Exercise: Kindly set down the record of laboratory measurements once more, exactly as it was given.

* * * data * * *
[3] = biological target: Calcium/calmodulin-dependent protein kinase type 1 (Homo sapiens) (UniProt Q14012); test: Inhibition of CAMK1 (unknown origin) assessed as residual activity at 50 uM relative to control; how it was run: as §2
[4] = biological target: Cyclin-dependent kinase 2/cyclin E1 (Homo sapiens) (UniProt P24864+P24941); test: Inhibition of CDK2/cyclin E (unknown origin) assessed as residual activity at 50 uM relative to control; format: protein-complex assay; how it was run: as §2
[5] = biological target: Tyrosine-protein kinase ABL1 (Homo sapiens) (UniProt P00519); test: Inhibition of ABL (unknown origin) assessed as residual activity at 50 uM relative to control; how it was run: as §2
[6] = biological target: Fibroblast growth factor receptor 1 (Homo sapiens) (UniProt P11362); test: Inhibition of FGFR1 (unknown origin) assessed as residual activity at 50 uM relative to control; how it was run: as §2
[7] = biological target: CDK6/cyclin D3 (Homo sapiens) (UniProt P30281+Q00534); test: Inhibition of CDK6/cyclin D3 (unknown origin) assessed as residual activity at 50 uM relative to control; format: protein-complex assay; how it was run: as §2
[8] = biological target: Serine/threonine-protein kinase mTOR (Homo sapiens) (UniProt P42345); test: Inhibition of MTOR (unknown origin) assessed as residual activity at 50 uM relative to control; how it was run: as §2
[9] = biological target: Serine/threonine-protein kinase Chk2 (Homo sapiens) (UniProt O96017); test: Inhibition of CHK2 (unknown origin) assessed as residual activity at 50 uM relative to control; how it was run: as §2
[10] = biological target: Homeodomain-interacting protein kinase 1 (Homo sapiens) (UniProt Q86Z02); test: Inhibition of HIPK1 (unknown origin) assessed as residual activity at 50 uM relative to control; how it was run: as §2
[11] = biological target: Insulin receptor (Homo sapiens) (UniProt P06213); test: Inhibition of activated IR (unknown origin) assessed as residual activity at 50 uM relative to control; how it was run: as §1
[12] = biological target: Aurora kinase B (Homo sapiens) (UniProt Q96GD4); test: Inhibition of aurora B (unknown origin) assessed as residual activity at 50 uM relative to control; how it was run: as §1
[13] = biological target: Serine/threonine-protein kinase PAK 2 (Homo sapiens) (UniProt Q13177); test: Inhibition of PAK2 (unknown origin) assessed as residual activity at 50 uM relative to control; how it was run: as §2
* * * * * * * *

[3] = biological target: Calcium/calmodulin-dependent protein kinase type 1 (Homo sapiens) (UniProt Q14012); test: Inhibition of CAMK1 (unknown origin) assessed as residual activity at 50 uM relative to control; how it was run: as §2
[4] = biological target: Cyclin-dependent kinase 2/cyclin E1 (Homo sapiens) (UniProt P24864+P24941); test: Inhibition of CDK2/cyclin E (unknown origin) assessed as residual activity at 50 uM relative to control; format: protein-complex assay; how it was run: as §2
[5] = biological target: Tyrosine-protein kinase ABL1 (Homo sapiens) (UniProt P00519); test: Inhibition of ABL (unknown origin) assessed as residual activity at 50 uM relative to control; how it was run: as §2
[6] = biological target: Fibroblast growth factor receptor 1 (Homo sapiens) (UniProt P11362); test: Inhibition of FGFR1 (unknown origin) assessed as residual activity at 50 uM relative to control; how it was run: as §2
[7] = biological target: CDK6/cyclin D3 (Homo sapiens) (UniProt P30281+Q00534); test: Inhibition of CDK6/cyclin D3 (unknown origin) assessed as residual activity at 50 uM relative to control; format: protein-complex assay; how it was run: as §2
[8] = biological target: Serine/threonine-protein kinase mTOR (Homo sapiens) (UniProt P42345); test: Inhibition of MTOR (unknown origin) assessed as residual activity at 50 uM relative to control; how it was run: as §2
[9] = biological target: Serine/threonine-protein kinase Chk2 (Homo sapiens) (UniProt O96017); test: Inhibition of CHK2 (unknown origin) assessed as residual activity at 50 uM relative to control; how it was run: as §2
[10] = biological target: Homeodomain-interacting protein kinase 1 (Homo sapiens) (UniProt Q86Z02); test: Inhibition of HIPK1 (unknown origin) assessed as residual activity at 50 uM relative to control; how it was run: as §2
[11] = biological target: Insulin receptor (Homo sapiens) (UniProt P06213); test: Inhibition of activated IR (unknown origin) assessed as residual activity at 50 uM relative to control; how it was run: as §1
[12] = biological target: Aurora kinase B (Homo sapiens) (UniProt Q96GD4); test: Inhibition of aurora B (unknown origin) assessed as residual activity at 50 uM relative to control; how it was run: as §1
[13] = biological target: Serine/threonine-protein kinase PAK 2 (Homo sapiens) (UniProt Q13177); test: Inhibition of PAK2 (unknown origin) assessed as residual activity at 50 uM relative to control; how it was run: as §2